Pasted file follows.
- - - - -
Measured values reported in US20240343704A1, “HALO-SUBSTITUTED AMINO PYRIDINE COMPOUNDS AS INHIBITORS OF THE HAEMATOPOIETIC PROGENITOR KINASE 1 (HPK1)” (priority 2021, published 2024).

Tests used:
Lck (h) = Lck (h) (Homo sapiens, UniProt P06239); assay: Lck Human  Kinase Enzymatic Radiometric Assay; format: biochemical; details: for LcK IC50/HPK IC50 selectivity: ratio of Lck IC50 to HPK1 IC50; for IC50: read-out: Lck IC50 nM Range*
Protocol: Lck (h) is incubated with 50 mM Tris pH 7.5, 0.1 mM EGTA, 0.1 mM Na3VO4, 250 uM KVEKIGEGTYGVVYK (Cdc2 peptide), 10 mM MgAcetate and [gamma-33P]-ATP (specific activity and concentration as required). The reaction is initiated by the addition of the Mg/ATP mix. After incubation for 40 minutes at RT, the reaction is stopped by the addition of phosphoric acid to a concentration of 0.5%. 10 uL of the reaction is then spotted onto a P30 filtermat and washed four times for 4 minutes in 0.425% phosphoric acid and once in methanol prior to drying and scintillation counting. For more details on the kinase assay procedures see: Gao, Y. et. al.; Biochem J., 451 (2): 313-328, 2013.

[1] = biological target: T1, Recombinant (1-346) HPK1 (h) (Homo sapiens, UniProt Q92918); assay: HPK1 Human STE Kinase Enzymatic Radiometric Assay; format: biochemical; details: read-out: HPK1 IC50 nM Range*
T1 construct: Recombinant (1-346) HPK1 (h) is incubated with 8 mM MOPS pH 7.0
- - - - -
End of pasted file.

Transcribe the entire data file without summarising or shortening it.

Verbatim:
Measured values reported in US20240343704A1, “HALO-SUBSTITUTED AMINO PYRIDINE COMPOUNDS AS INHIBITORS OF THE HAEMATOPOIETIC PROGENITOR KINASE 1 (HPK1)” (priority 2021, published 2024).

Tests used:
Lck (h) = Lck (h) (Homo sapiens, UniProt P06239); assay: Lck Human  Kinase Enzymatic Radiometric Assay; format: biochemical; details: for LcK IC50/HPK IC50 selectivity: ratio of Lck IC50 to HPK1 IC50; for IC50: read-out: Lck IC50 nM Range*
Protocol: Lck (h) is incubated with 50 mM Tris pH 7.5, 0.1 mM EGTA, 0.1 mM Na3VO4, 250 uM KVEKIGEGTYGVVYK (Cdc2 peptide), 10 mM MgAcetate and [gamma-33P]-ATP (specific activity and concentration as required). The reaction is initiated by the addition of the Mg/ATP mix. After incubation for 40 minutes at RT, the reaction is stopped by the addition of phosphoric acid to a concentration of 0.5%. 10 uL of the reaction is then spotted onto a P30 filtermat and washed four times for 4 minutes in 0.425% phosphoric acid and once in methanol prior to drying and scintillation counting. For more details on the kinase assay procedures see: Gao, Y. et. al.; Biochem J., 451 (2): 313-328, 2013.

[1] = biological target: T1, Recombinant (1-346) HPK1 (h) (Homo sapiens, UniProt Q92918); assay: HPK1 Human STE Kinase Enzymatic Radiometric Assay; format: biochemical; details: read-out: HPK1 IC50 nM Range*
T1 construct: Recombinant (1-346) HPK1 (h) is incubated with 8 mM MOPS pH 7.0